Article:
When there is a military family in Mississippi that is getting a divorce, one of the main concerns after dealing with children, property division and support is whether the non-military member will still get certain benefits he or she received during the marriage. A key benefit is medical coverage. Having legal advice from a law firm experienced in military issues can be vital.
Since a non-service member will likely be confronted with seeking medical care if these benefits stop, it is imperative to know who gets to keep military medical care, how long it will last and what the basis of the determination is. The amount of time the military member – the sponsor – had in the service will be the main factor in the former spouse getting medical coverage through TRICARE. The time during which the couple was married must also coincide with that service.
First, there is the 20-20-20 rule. Under this provision, the former spouse can keep TRICARE if the sponsor served for 20 years toward retirement pay; the couple was married for at least 20 years; all 20 years coincide with the creditable service whether it was active duty or as a reservist. That person will get a new ID card based on this information.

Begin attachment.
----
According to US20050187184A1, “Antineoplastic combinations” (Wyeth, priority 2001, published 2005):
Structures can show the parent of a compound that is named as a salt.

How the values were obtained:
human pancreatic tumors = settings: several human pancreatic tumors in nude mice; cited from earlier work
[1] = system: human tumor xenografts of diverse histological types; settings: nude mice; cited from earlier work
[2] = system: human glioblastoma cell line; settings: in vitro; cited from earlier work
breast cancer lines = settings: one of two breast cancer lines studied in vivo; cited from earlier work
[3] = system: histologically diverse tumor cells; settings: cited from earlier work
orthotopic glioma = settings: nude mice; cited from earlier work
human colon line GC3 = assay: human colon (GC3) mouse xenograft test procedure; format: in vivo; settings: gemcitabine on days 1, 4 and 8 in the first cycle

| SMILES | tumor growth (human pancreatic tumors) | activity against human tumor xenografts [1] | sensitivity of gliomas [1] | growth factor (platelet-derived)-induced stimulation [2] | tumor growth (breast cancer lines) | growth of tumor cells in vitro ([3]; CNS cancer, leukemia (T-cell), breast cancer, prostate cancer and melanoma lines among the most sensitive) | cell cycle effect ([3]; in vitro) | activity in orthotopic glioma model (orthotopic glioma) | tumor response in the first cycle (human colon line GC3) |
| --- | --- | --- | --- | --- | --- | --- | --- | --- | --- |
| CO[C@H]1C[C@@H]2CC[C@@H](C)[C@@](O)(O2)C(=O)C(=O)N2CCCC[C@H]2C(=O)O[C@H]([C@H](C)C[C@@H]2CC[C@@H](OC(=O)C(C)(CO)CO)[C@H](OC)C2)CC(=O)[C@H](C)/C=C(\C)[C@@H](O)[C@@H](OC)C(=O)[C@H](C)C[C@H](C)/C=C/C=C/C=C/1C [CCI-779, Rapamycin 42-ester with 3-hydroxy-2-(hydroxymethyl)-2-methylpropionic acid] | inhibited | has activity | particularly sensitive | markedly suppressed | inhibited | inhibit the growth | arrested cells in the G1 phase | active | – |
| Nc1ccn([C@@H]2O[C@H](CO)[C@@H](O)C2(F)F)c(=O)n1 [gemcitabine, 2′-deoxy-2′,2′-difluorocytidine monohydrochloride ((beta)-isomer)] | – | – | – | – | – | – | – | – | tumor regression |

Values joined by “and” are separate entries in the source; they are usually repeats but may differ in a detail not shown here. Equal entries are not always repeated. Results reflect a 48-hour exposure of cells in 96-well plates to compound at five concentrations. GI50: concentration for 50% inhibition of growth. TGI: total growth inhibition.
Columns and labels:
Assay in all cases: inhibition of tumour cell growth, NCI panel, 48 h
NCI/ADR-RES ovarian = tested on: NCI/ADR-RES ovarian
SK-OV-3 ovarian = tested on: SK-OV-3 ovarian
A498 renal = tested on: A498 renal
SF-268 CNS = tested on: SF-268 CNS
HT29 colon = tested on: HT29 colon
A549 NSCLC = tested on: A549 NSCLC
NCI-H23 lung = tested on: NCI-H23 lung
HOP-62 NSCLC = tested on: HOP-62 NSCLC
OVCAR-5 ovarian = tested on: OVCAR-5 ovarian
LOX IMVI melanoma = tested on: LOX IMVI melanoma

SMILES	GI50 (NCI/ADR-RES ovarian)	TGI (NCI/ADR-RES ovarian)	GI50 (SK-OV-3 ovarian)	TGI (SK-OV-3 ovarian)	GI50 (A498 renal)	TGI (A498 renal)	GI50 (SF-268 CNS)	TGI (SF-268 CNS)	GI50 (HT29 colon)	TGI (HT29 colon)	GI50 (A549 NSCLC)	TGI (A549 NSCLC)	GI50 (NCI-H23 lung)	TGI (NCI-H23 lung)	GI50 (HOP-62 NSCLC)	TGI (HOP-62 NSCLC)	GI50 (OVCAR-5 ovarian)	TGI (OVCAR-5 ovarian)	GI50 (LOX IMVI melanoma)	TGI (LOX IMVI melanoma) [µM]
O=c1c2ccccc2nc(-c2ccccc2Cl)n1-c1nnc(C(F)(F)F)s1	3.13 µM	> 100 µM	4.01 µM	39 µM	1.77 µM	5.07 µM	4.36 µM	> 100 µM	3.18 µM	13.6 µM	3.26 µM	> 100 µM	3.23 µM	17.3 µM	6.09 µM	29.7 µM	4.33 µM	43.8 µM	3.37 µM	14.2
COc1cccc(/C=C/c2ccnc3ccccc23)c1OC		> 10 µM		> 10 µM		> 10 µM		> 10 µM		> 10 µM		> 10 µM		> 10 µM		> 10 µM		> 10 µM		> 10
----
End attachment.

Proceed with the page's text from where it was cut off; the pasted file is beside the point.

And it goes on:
Next, there is the 20-20-15 rule. The sponsor must have 20 years of creditable service toward retirement; the couple was married for 20 years; and 15 of those years must overlap with the service. TRICARE eligibility hinges on when the marriage ended. If it was before Apr. 1, 1985, the person can receive care on or after Jan. 1, 1985 or the date the divorce was entered, whichever came last. For marriages that ended from Apr. 1, 1985 to Sept. 28, 1988, the care continued through Dec. 31, 1988 or two years after the decree. If the divorce came about after Sept. 29, 1988, the TRICARE eligibility lasts for one year from the date when the couple divorced.
Because health care coverage is so critical, people getting a divorce from a military member or retired military member should know when they can retain it and for how long. With these issues and any other consideration as part of military family law, it may be helpful to have legal advice from an experienced attorney.